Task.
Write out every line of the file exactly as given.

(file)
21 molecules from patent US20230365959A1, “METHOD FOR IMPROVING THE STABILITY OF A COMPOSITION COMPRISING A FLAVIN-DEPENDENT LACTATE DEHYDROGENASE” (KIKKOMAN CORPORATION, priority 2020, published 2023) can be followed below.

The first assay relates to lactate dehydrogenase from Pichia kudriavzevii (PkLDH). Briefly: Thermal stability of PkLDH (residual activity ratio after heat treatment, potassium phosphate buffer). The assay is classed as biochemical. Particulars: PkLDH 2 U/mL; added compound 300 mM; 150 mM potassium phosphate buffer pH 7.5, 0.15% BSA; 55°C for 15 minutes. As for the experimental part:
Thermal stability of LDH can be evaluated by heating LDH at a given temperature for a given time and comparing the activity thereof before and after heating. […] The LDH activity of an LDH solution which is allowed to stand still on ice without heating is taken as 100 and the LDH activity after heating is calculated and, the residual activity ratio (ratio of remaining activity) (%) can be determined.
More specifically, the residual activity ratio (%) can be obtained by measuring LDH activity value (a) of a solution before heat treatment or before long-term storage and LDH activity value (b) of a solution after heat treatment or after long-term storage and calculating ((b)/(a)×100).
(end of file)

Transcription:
21 molecules from patent US20230365959A1, “METHOD FOR IMPROVING THE STABILITY OF A COMPOSITION COMPRISING A FLAVIN-DEPENDENT LACTATE DEHYDROGENASE” (KIKKOMAN CORPORATION, priority 2020, published 2023) can be followed below.

The first assay relates to lactate dehydrogenase from Pichia kudriavzevii (PkLDH). Briefly: Thermal stability of PkLDH (residual activity ratio after heat treatment, potassium phosphate buffer). The assay is classed as biochemical. Particulars: PkLDH 2 U/mL; added compound 300 mM; 150 mM potassium phosphate buffer pH 7.5, 0.15% BSA; 55°C for 15 minutes. As for the experimental part:
Thermal stability of LDH can be evaluated by heating LDH at a given temperature for a given time and comparing the activity thereof before and after heating. […] The LDH activity of an LDH solution which is allowed to stand still on ice without heating is taken as 100 and the LDH activity after heating is calculated and, the residual activity ratio (ratio of remaining activity) (%) can be determined.
More specifically, the residual activity ratio (%) can be obtained by measuring LDH activity value (a) of a solution before heat treatment or before long-term storage and LDH activity value (b) of a solution after heat treatment or after long-term storage and calculating ((b)/(a)×100).